Sex And Marriage Dictated By Class Restrictions In John Fowles, The French Lieutenant’s Woman

1636 words - 7 pages

There have always been class divisions in England’s social groups, but it was not until the nineteenth century that they were labeled. The lower class was often uneducated and overlooked and mostly servants and prostitutes, the middle class generally had steady jobs and members of the higher classes were born to old money and did not have to work. The French Lieutenant’s Woman written by John Fowles is a complex “Victorian novel filled with enchanting mysteries and magically erotic possibilities” (Canby) in which, Fowles describes a Victorian society in 1867 that is still largely separated by class, which creates strong restrictions with respect to sex and marriage. Notably, conflict in the novel involves scandals where these restrictions are disregarded. Fowles shows that sex and marriage were still largely dictated by whether a person belonged to the lower, middle or upper class in order to highlight that there were more restrictions for higher-class men and women.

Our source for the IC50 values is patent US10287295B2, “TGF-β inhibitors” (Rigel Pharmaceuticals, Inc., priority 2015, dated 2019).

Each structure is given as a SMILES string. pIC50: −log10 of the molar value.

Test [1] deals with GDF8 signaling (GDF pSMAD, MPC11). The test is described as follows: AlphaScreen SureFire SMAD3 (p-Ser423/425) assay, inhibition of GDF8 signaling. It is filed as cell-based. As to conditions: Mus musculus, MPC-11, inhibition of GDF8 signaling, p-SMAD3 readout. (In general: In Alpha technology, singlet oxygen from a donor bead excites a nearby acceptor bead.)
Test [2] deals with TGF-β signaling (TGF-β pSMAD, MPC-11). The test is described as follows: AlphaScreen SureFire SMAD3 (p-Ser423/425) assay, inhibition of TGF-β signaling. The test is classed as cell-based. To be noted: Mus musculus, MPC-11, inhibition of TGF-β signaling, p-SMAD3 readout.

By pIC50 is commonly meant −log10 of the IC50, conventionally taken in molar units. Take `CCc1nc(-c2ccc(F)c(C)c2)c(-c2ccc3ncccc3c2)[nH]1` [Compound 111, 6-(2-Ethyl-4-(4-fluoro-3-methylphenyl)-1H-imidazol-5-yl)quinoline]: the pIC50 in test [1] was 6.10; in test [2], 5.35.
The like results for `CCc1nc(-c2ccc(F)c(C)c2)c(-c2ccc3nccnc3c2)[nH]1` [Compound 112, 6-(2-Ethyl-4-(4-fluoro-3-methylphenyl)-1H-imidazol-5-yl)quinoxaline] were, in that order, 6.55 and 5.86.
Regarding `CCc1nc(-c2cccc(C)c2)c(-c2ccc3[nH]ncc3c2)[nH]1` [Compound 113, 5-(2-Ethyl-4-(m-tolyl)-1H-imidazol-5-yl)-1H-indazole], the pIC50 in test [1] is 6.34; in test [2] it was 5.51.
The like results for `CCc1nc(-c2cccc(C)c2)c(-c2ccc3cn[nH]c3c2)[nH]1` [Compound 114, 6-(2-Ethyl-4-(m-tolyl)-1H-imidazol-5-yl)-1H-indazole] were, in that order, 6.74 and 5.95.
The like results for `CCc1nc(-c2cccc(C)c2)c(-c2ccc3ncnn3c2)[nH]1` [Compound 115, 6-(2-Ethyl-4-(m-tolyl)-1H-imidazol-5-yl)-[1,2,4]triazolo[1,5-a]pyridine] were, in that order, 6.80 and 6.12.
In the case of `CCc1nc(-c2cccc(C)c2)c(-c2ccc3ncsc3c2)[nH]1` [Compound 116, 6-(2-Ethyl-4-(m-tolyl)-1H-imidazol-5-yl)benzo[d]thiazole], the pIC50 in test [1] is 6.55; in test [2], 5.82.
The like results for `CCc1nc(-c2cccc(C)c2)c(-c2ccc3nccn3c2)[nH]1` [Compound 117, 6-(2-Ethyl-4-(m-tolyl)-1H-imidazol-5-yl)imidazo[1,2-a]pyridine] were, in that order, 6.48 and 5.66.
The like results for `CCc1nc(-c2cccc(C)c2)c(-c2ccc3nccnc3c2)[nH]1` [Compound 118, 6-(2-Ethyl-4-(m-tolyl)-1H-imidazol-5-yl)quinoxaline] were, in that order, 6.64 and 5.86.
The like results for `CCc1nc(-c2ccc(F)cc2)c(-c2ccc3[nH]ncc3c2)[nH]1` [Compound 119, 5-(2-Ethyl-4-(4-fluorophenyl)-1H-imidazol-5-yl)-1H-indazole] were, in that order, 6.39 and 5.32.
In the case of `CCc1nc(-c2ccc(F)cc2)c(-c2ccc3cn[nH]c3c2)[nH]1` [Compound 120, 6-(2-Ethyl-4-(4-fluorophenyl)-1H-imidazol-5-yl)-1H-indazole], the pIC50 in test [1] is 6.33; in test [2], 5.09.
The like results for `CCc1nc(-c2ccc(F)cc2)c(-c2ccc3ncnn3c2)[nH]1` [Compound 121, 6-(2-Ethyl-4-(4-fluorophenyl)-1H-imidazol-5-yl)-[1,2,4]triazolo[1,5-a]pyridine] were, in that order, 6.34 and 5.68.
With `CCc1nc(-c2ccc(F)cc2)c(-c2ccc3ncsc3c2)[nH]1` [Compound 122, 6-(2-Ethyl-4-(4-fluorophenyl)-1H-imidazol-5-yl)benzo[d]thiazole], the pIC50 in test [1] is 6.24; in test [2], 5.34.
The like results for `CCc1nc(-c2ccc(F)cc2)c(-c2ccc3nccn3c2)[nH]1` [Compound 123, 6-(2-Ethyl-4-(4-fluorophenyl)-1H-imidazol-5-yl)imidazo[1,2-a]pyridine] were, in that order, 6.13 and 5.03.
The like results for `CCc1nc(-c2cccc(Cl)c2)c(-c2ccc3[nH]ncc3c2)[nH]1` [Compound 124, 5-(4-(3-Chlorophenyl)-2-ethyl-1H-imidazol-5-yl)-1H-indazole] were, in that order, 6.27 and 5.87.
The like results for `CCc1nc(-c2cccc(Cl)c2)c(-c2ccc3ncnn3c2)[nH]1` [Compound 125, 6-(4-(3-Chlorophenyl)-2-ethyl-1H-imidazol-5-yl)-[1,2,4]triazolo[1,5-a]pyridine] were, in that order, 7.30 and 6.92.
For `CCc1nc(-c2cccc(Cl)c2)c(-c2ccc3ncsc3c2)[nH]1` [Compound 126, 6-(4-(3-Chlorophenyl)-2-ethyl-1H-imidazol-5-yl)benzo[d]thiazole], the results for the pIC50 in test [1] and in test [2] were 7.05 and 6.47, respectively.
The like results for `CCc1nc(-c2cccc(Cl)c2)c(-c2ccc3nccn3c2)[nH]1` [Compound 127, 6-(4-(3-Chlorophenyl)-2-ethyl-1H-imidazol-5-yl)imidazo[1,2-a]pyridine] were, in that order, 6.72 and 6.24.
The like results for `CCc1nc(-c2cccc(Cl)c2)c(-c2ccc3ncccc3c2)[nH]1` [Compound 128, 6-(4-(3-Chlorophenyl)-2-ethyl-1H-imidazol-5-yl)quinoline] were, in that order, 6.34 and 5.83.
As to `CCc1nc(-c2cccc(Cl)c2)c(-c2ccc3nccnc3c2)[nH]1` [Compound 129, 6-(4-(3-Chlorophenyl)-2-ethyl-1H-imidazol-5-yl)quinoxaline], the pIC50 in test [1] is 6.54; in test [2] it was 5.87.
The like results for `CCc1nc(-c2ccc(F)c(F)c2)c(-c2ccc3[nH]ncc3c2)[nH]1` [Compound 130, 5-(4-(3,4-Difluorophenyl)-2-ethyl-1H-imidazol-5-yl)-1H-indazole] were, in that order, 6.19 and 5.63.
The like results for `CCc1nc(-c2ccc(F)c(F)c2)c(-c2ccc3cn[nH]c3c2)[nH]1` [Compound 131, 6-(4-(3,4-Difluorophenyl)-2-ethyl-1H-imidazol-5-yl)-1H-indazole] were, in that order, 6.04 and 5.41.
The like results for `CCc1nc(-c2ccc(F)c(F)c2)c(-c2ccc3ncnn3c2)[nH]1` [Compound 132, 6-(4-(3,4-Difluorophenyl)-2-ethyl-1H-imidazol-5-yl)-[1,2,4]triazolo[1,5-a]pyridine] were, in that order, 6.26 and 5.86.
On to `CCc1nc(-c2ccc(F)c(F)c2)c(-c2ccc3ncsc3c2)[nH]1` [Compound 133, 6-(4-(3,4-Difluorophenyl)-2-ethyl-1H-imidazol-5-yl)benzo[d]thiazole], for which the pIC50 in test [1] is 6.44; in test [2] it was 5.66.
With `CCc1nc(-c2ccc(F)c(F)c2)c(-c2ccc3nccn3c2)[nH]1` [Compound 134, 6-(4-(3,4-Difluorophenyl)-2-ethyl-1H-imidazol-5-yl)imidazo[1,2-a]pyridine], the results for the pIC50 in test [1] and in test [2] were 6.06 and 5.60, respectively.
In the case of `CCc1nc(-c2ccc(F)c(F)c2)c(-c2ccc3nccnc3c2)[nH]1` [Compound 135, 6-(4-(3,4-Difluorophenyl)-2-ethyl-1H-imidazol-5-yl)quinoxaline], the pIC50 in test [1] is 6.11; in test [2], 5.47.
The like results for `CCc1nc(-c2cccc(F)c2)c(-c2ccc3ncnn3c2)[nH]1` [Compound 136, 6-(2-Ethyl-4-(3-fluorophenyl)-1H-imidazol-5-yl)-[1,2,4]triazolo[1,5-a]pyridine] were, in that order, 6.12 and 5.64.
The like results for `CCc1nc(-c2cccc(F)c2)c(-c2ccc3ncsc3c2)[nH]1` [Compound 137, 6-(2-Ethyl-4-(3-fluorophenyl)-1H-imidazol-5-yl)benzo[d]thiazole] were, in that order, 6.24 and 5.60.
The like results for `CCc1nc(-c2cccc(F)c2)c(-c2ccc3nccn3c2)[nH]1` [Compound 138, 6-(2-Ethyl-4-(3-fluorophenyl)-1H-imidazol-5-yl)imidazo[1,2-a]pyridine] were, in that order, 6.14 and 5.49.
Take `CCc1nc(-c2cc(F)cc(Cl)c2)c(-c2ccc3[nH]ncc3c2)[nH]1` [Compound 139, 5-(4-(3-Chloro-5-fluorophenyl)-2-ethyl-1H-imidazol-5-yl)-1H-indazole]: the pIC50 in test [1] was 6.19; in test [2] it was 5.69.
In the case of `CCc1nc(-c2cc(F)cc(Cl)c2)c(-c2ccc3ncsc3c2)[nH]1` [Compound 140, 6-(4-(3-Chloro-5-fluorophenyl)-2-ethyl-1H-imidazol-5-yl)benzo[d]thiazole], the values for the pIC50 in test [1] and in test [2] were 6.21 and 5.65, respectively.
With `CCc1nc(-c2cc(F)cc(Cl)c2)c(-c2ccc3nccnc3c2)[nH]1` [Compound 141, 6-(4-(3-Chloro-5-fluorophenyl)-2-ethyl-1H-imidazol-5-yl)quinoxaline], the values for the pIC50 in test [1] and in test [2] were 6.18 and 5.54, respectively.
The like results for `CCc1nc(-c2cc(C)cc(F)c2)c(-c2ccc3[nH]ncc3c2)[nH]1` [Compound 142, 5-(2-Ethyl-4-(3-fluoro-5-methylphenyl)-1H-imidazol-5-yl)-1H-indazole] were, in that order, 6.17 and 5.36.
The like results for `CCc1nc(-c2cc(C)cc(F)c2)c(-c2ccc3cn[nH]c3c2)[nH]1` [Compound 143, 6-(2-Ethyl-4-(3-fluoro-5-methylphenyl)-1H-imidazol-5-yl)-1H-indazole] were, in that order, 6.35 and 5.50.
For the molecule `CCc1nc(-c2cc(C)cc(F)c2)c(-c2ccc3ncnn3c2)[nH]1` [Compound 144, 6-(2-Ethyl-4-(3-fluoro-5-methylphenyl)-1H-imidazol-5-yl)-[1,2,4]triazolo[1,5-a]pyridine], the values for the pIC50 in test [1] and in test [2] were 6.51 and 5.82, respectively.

Firstly, the Victorian lower class had fewer restrictions with regard to sex and marriage. The novel defines a member of the lower class Victorian society as an uneducated individual who had an insubstantial income, lived in the house of his or her employer, or on the street (Booker, 4). Unlike the upper class that had a strict code of conduct, the lower class had more freedom. Two of the lower class characters include Sam Farrow, Charles’ manservant, and Mary, Aunt Tranter’s servant who fall in love. Early in the novel, Sam confesses to Charles that he is “a bloomin’ Derby duck” (Fowles 110) as he has strong feelings for Mary. Although, the two servants are not married, the narrator explains that they have had pre-marital sex. It was much easier for two members of the lower class to be having pre-marital sex because it was not unusual for members of lower class like Sam and Mary to “taste before you buy… [since it] was the rule, not the exception” (270). In addition, Sarah Woodruff, also a servant and member of the lower class like Mary, has a scandalous relationship with Charles, of the upper class, choosing to disobey class restrictions. However, in contrast to Mary who chooses to keep her relationship with Sam out of the public eye, Sarah deliberately chooses to be seen in Ware Commons, a place commonly known as where lovers meet. Specifically, during a visit to Ware, Sarah confesses to Charles that’s she “made sure Mrs. Fairley saw her. Sarah knew she would tell Mrs. Poulteney” (250). Since Sarah is held to a higher standard than Mary because of her education, she is judged by her behavior more than Mary and her previous record with a French Lieutenant. As well, Bonnie Zare, in agreeance with Fowles, argues that “she [Sarah] is unwilling to play by society’s rules because they arbitrarily restrict her freedom” (183). Although Sarah’s motif does not matter, this quotation proves that Sarah has the choice, and has chosen to ‘not play’ by the rules the Victorian society had...

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